In this post, we will discuss Permeability & Relative Permeability with their definition, relationship, equations, formula, the permeability of air, examples, etc.
The ability of a material to conduct magnetic lines of force through it is called the permeability of that material.
It is generally represented by μ (mu, a Greek letter). The greater the permeability of a material, the greater is its conductivity for the magnetic lines of force and vice versa.
The permeability of air or vacuum is the poorest and is represented as μ0 (where μ0 = 4 x pi × 10–7 H/m).
The absolute (or actual) permeability μ of a magnetic material is much greater than the absolute permeability of air μ0.
The relative permeability of a magnetic material is given in comparison with air or vacuum.
Hence, the ratio of the permeability of material μ to the permeability of air or vacuum μ0 is called the relative permeability μr of the material.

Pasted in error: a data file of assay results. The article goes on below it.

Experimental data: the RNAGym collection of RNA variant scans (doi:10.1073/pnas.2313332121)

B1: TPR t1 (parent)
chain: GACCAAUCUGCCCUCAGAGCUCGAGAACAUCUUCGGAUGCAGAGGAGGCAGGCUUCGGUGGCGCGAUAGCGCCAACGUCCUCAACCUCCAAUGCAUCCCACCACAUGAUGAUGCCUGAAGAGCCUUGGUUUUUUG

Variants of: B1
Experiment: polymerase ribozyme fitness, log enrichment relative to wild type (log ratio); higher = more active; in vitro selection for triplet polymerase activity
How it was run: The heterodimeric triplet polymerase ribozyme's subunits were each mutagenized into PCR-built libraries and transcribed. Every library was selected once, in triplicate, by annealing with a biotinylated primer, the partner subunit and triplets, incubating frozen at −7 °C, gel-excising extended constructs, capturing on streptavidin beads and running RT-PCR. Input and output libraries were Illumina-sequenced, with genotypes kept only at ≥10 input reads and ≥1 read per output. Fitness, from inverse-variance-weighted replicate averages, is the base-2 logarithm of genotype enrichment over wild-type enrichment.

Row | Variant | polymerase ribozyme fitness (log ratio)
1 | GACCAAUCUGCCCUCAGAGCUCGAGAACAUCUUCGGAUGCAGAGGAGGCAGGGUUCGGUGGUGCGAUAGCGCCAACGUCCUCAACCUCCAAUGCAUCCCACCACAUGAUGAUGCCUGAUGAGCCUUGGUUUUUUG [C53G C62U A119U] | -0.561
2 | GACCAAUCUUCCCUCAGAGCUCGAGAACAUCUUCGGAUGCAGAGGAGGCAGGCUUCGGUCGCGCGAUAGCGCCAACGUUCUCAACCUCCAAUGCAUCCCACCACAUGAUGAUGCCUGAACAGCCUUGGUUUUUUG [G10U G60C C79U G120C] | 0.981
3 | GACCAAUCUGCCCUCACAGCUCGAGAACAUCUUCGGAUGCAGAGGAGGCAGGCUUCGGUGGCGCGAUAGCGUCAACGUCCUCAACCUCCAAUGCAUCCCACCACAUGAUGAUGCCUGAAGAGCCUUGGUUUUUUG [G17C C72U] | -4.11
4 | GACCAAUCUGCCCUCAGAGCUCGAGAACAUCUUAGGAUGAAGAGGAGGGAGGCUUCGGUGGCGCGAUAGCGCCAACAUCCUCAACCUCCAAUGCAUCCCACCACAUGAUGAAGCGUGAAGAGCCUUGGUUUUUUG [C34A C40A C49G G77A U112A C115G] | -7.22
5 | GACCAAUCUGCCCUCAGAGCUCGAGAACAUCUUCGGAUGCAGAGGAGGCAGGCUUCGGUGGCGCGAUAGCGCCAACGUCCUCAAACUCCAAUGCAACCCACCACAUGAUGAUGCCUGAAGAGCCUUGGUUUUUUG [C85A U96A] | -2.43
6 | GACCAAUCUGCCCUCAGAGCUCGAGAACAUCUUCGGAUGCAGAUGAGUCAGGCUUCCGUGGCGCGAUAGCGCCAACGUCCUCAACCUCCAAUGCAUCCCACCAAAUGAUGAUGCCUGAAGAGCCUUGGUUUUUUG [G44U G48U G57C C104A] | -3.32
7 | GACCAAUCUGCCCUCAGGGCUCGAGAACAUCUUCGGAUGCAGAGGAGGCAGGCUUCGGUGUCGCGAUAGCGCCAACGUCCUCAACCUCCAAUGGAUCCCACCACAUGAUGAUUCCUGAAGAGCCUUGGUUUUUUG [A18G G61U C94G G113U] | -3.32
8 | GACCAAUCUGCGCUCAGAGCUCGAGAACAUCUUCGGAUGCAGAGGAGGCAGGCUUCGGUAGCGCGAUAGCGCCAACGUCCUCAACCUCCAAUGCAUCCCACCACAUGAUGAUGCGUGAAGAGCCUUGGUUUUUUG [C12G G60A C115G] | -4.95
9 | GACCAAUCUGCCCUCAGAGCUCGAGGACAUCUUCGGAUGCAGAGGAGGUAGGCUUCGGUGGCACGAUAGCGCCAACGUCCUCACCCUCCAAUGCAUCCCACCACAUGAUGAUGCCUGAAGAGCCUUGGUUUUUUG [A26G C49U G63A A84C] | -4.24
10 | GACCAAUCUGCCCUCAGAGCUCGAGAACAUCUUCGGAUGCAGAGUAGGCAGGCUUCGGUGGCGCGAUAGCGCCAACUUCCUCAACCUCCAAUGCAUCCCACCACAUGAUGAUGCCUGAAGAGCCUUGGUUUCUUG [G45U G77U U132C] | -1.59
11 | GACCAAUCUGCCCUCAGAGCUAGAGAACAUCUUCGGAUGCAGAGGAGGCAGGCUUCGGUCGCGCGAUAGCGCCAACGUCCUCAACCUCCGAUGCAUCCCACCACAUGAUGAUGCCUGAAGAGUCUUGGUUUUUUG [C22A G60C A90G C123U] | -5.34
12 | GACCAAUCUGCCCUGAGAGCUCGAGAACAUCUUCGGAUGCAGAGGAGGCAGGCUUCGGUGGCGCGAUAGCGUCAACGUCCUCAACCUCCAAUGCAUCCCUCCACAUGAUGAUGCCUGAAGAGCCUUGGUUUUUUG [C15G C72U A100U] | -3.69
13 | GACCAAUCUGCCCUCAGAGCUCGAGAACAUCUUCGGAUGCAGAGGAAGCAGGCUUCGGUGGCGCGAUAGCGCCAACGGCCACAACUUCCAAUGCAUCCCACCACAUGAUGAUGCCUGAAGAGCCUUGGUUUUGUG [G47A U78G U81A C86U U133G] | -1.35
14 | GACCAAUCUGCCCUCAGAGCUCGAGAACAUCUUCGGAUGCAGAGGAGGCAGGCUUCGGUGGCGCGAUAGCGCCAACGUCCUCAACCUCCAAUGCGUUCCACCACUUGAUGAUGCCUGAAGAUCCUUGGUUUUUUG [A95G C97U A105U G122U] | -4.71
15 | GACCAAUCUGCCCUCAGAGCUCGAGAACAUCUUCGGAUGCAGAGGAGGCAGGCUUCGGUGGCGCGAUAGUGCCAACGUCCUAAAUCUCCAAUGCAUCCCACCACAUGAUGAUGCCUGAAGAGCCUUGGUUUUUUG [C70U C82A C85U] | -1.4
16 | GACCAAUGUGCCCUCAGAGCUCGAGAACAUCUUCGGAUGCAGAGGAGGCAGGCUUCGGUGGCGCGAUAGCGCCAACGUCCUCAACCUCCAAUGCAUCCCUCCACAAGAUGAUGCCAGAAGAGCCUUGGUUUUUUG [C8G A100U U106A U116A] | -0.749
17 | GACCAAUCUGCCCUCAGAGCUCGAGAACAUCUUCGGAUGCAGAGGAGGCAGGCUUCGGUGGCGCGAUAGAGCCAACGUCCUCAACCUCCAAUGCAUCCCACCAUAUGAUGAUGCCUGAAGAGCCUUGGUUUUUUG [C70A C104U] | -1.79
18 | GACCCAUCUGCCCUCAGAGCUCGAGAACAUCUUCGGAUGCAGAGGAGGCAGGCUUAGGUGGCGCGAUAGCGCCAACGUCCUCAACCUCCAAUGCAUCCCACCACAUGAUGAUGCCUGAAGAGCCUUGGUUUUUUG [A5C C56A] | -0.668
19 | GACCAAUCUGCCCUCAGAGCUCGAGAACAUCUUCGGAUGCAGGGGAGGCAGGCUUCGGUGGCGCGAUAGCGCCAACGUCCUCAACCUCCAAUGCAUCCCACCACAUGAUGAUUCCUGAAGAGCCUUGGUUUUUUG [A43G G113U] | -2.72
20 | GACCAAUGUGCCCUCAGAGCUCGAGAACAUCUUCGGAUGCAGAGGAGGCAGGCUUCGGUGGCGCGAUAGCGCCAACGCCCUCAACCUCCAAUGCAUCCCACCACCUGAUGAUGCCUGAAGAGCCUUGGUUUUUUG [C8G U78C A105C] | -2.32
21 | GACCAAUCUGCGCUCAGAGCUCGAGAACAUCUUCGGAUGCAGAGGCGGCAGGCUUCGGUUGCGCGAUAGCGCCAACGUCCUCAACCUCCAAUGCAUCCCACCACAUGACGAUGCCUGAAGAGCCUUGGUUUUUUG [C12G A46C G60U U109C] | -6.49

or, permeability of material μ = μrμ0
Relative permeability – values
- Obviously, the relative permeability of air would be 1.
- The value of relative permeability of all the non-magnetic materials is also 1.
- However, the relative permeability value is as high as 8,000 for soft iron.
- Whereas the relative permeability value for Mu metal (iron 22% and nickel 78%) is as high as 120,000.
The closed path followed by magnetic flux is called a magnetic circuit. A magnetic circuit usually consists of magnetic materials having high permeability (e.g., iron, soft steel, etc.).